Remarkably reader friendly, Herc by Greg Pak and Fred Van Lente give you everything you need to know about Herc in an opening skirmish that occurs on the subway. He likes to save the innocent. He has no patience for idiots, even if he has been accused of practicing idiocy, and he is one hellacious fighter.
Artist Neil Edwards channels post-apocalyptic exploitation cinema for the visual characterization of the Warhawks and relies on tradition for Hercules. He’s a big, brawny, bearded bloke.
Edwards illustrates Hercules with a nod to realistic art. Hercules is taller and more muscular than everybody else but he’s in proportion and when alone he simply looks like a well-built individual. Mind you, the dude’s got some wicked neck muscles, comparison or no.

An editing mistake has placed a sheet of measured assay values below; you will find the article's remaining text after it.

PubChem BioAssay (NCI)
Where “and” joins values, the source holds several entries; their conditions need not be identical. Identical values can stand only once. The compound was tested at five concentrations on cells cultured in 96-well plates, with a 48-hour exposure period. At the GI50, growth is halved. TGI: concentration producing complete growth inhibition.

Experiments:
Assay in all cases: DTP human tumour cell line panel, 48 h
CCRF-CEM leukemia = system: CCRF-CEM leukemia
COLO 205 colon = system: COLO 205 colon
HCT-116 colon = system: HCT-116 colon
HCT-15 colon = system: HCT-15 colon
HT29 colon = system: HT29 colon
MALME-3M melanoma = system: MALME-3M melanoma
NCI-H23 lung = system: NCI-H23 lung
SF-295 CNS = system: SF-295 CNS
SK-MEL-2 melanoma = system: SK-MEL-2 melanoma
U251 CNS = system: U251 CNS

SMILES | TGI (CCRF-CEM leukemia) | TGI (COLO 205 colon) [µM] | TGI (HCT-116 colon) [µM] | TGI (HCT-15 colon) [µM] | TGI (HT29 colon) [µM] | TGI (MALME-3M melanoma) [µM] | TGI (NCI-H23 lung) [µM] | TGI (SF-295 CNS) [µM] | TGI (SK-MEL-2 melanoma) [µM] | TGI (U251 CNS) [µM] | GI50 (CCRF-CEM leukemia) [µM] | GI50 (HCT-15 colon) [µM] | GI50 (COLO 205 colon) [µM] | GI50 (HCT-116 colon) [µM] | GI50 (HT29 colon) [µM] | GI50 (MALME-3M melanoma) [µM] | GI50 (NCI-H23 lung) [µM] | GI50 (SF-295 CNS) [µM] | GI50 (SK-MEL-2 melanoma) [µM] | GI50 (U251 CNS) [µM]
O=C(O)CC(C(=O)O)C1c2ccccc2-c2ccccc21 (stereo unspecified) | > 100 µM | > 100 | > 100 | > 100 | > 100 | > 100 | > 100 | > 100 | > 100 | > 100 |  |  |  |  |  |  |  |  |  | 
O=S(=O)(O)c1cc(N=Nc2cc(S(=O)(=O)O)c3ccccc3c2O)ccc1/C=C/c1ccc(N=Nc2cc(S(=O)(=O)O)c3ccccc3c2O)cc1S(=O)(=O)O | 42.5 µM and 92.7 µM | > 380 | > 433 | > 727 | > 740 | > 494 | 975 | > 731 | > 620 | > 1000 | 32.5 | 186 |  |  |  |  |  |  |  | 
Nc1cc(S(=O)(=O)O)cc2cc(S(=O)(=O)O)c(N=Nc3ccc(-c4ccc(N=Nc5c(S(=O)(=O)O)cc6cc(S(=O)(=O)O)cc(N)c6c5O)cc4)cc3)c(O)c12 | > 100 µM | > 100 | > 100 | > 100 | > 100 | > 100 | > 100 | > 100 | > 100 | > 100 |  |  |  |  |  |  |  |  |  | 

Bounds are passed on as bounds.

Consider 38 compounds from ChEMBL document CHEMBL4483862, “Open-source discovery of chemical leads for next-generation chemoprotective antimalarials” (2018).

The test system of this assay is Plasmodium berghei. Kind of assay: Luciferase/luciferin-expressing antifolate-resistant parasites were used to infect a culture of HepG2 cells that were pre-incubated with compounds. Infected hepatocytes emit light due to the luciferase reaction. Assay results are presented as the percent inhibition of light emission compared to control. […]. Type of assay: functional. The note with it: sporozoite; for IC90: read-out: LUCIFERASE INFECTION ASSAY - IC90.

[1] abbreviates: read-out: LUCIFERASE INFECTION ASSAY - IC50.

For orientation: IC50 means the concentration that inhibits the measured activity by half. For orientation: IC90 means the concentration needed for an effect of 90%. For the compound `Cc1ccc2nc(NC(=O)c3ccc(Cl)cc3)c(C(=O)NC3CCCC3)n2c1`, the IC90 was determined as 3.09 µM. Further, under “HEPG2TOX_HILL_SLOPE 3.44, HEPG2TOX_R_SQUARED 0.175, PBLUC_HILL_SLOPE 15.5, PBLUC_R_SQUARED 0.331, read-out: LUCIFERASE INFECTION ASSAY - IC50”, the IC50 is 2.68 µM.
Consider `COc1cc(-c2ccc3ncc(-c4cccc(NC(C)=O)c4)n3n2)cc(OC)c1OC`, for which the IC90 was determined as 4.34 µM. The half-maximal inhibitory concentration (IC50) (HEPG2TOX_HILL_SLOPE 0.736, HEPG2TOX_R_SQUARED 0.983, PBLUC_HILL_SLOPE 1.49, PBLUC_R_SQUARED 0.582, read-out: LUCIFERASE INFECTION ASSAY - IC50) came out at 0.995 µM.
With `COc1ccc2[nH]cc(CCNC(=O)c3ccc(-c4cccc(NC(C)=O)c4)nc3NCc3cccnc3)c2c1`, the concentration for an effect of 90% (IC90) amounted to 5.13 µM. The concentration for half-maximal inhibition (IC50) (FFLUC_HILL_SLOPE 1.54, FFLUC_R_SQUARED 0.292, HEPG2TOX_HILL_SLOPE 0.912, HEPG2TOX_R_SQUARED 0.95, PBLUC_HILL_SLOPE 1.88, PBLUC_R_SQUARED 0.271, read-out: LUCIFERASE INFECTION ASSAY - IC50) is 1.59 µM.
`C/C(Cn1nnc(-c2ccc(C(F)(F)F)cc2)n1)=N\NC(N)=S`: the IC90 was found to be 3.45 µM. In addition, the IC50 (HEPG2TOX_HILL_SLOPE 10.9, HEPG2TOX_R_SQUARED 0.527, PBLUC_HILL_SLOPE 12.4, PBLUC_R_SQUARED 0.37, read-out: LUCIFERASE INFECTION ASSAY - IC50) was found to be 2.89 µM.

Part of this scaling can be attributed to Edwards’ skill when rendering real people. Each of the characters is unique and based on persons you might meet while walking down the street. Scott Hanna brings out all the detail in Edwards’ designs, and Alberto keeps the colors subdued but also warm and welcoming.
The story’s narrative moves quickly, and if you think that Hercules’ luck appears to be too good, don’t worry. A surprise villain manifests for a bigger brouhaha that leads to an enticing cliffhanger. In short, I’m interested to see where this story goes and in the new adventures of Hercules. Make mine Marvel.